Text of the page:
• dual glucose-dependent insulinotropic polypeptide (GIP) and GLP-1 receptor agonist, tirzepatide

According to Dr. S. Yanovski, GLP-1 receptor agonists and dual GIP and GLP-1 receptor agonists may be more effective for losing weight than other weight-loss medications. This class of medicines may also have a positive effect on other obesity-related conditions, such as heart disease, kidney disease, and sleep apnea.

“Anti-obesity medications may play a role in bridging the gap between what we can achieve with lifestyle treatments and more invasive procedures like bariatric surgery,” said Dr. S. Yanovski in a recent interview.

Use shared decision-making when considering weight-loss medications in a treatment plan.

Weight-loss medications may help many people with type 2 diabetes and overweight or obesity lose weight, but they are not right for everyone.

The JAMA Internal Medicine paper describes when to consider weight-loss medications as part of your patient’s treatment plan, including an easy-to-follow flow chart for additional guidance. “We wanted to provide an actionable roadmap to primary care physicians for how they can help their patients and integrate obesity care into their clinical practice,” said Dr. S. Yanovski.

Before suggesting weight-loss medications, take a thorough medical history, including asking about other health conditions or medications that could contribute to weight gain. Be sure to also review the FDA prescribing information for warnings, drug interactions, or other special precautions before recommending a specific medication.

Talk with your patient about their personal preferences as well as any barriers to taking the medication, such as access and cost. Use shared decision-making to see whether adding weight-loss medications or other treatments such as bariatric surgery to lifestyle changes may be helpful.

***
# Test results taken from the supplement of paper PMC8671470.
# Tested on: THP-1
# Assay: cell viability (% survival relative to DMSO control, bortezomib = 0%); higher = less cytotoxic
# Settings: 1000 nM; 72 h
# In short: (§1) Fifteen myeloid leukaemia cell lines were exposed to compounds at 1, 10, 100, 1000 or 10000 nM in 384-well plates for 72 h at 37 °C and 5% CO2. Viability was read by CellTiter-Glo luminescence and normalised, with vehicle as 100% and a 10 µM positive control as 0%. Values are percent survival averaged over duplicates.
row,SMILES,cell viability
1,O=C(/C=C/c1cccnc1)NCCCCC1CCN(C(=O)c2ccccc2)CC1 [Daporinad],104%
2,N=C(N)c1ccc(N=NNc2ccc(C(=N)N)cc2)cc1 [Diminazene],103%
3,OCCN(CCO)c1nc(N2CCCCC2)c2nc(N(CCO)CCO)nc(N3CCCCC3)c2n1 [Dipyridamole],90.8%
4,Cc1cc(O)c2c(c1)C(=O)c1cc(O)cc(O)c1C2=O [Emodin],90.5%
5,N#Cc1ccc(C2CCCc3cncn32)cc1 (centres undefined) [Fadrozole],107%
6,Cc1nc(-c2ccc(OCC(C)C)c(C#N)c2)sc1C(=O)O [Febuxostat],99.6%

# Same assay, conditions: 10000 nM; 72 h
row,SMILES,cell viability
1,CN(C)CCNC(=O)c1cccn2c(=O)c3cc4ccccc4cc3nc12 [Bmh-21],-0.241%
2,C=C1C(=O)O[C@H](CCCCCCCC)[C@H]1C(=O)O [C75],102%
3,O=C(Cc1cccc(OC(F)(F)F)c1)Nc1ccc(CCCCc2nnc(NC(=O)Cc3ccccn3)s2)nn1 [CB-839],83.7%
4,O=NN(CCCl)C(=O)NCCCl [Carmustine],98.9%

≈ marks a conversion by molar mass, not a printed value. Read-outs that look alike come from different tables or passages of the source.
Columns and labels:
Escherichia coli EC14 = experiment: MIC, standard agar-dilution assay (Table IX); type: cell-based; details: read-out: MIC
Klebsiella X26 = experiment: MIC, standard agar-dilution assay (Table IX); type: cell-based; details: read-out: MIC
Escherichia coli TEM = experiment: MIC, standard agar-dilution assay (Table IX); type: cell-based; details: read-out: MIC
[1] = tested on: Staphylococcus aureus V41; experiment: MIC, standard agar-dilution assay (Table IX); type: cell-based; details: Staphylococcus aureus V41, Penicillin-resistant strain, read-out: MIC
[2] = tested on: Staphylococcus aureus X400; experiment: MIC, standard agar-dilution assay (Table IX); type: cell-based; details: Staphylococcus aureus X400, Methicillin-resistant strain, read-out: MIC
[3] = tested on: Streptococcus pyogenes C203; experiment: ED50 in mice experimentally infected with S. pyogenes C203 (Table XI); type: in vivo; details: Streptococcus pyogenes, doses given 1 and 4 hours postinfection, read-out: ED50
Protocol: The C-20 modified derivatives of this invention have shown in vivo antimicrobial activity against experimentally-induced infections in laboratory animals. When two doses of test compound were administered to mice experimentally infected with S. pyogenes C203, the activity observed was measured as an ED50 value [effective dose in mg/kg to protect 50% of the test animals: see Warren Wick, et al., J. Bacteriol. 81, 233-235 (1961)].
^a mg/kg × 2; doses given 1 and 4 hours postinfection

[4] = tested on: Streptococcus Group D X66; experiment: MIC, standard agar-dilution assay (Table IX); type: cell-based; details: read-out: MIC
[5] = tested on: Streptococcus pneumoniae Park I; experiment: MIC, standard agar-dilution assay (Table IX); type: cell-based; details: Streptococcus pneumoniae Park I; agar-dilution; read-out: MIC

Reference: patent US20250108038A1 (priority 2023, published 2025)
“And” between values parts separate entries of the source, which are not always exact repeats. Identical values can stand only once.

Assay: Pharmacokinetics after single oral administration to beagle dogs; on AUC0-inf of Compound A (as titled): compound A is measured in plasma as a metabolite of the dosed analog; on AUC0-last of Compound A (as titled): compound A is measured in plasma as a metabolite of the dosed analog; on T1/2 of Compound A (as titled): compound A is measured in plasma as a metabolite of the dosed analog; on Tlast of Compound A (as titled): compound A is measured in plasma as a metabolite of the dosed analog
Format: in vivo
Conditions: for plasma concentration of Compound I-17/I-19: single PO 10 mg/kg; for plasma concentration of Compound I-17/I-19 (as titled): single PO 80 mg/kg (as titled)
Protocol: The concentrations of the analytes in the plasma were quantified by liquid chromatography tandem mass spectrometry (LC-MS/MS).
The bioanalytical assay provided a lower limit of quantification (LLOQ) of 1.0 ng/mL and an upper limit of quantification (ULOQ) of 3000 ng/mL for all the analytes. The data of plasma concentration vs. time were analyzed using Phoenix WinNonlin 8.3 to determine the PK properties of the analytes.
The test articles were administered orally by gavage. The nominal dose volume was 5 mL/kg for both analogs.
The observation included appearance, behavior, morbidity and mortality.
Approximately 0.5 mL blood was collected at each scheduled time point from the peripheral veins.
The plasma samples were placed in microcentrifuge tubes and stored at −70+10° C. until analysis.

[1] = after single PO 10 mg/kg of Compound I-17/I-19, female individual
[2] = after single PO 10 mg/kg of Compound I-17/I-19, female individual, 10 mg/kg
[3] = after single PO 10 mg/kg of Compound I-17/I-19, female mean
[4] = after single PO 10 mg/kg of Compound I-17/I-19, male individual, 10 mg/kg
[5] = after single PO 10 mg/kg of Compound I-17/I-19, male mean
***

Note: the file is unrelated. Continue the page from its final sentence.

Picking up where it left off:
During treatment, be sure to monitor how well your patient is tolerating the medication and watch for unwanted side effects. When starting weight-loss medications, other medications—such as blood pressure medications, sulfonylureas, or insulin—often need to be adjusted to lower the risk of possible complications such as low blood pressure or low blood glucose levels.

To avoid weight regain, people may need to continue taking weight-loss medications, even if they reach their weight loss goals. You may need to help your patients consider other weight-loss options if the medication is stopped because of side effects or other factors. More research is needed to develop strategies that may help people maintain their lost weight.

Do you incorporate weight-loss medications in your diabetes care practice? Share in the comments below.

About the Experts

Susan Yanovski, MD, is the Senior Scientific Advisor for Clinical Obesity Research for the Division of Digestive Diseases & Nutrition at NIDDK. She coordinates obesity-related research activities across NIH, including studies related to obesity prevention and treatment.

Jack Yanovski, MD, PhD, is the Chief of the Section on Growth and Obesity at the Eunice Kennedy Shriver National Institute of Child Health and Human Development (NICHD). His research focuses on the evaluation, etiology, and treatment of overweight and obesity in adults and children.